In leading by example, Bermuda’s Premier David Burt and Opposition Leader Cole Simons took the COVID-19 vaccine on Monday.
They were among the first residents to receive the jab and they both urged the island’s majority black population to reject “vaccine hesitancy” and get vaccinated.
The Premier appealed to people to research the safety of the COVID-19 vaccines for reassurance.
He added: “We are doing this today, as we feel that it is important to combat vaccine hesitancy, especially within the black community, and show that we as leaders are prepared to lead by example. There are disparities between the communities in Bermuda of willingness to take the vaccine. As we know, this disease, globally and in Bermuda, has had a disproportionately negative impact on persons of colour. Those are the facts.”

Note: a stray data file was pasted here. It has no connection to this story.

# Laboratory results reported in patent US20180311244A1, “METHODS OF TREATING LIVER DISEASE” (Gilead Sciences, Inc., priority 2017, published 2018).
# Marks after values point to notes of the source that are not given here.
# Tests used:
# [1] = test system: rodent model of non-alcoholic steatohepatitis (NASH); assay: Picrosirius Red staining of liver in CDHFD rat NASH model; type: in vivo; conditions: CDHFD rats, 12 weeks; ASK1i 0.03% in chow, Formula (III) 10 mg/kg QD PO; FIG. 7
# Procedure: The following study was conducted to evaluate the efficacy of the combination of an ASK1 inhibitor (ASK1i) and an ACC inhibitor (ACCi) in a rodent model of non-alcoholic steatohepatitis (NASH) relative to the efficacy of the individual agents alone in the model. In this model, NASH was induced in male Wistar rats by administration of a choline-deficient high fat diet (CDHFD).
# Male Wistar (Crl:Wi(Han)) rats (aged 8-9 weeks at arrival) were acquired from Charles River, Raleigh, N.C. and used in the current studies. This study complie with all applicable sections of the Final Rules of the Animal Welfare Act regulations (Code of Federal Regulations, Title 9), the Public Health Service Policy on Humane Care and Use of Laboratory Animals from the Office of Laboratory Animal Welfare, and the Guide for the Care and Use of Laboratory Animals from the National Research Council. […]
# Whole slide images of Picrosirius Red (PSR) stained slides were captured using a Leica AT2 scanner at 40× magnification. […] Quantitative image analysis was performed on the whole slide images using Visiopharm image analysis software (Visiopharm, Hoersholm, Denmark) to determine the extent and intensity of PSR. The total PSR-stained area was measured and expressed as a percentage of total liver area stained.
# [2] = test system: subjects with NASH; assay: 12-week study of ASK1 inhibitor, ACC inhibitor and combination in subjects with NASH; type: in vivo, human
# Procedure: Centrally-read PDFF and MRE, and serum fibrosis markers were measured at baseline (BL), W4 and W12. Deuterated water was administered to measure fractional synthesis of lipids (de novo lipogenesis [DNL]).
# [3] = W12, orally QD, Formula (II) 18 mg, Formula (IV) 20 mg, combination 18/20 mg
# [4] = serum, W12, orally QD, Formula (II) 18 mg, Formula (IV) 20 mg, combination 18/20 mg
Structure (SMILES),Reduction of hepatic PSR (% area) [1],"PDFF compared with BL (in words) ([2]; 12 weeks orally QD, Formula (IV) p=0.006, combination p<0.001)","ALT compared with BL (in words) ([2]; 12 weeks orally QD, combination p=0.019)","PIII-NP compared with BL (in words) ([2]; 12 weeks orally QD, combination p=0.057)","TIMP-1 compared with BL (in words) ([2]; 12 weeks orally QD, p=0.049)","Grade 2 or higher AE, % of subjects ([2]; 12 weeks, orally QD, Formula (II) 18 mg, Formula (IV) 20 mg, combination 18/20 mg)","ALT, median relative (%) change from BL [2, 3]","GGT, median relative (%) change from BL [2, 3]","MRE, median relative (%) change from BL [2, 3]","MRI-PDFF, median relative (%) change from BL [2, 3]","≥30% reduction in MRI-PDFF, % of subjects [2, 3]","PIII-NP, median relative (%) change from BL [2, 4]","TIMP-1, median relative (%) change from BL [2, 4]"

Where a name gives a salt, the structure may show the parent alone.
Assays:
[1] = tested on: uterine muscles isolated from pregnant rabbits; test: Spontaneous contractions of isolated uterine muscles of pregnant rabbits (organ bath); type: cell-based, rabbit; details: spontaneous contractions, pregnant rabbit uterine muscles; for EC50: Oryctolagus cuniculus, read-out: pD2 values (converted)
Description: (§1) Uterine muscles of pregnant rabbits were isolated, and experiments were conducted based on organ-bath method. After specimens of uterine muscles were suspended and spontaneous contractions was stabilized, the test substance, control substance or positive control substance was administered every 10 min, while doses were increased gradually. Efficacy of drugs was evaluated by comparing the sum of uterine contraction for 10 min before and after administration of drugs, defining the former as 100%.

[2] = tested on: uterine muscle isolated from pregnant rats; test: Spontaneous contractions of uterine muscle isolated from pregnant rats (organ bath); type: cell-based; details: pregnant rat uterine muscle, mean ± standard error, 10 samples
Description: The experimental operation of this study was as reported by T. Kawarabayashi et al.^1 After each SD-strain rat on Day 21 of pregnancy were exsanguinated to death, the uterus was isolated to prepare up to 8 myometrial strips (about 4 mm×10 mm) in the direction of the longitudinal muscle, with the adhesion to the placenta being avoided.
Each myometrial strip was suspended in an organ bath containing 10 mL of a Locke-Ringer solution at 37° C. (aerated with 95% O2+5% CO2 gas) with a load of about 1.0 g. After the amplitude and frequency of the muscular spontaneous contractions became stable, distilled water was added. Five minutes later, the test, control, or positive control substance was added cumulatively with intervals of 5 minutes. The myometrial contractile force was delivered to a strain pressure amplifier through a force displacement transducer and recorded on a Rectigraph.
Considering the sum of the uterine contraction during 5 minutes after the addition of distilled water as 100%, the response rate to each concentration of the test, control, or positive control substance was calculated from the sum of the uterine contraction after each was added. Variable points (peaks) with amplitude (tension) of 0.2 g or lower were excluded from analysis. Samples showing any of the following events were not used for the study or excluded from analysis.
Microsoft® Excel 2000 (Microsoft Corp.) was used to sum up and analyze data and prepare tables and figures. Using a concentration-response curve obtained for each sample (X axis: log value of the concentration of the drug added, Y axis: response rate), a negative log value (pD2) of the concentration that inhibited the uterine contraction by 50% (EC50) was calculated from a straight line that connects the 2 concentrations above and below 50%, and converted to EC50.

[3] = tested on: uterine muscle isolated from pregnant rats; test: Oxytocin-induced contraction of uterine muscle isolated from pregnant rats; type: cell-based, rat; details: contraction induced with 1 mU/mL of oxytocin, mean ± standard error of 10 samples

Burt contended that there was “an incredible amount of misinformation out there” about the vaccine, and said he is fully confident that it is safe and effective.
“I trust the science and the numerous regulatory authorities around the world that have studied it and assured us all that it is safe,” he said.
Minister of Health Kim Wilson and the Government’s COVID-19 test expert, Carika Weldon, were also among the officials who received the Pfizer-BioNTech vaccination before members of the public got theirs.
The British government donated more than 9,500 doses of Pfizer vaccine to Bermuda and immunization priority is being given to rest home residents, essential workers and those aged 80 and above.
The next shipment of vaccines is not expected to arrive until the end of March.
As of Monday, four more people had tested positive for COVID-19 in Bermuda, taking the total confirmed cases since last year to 656.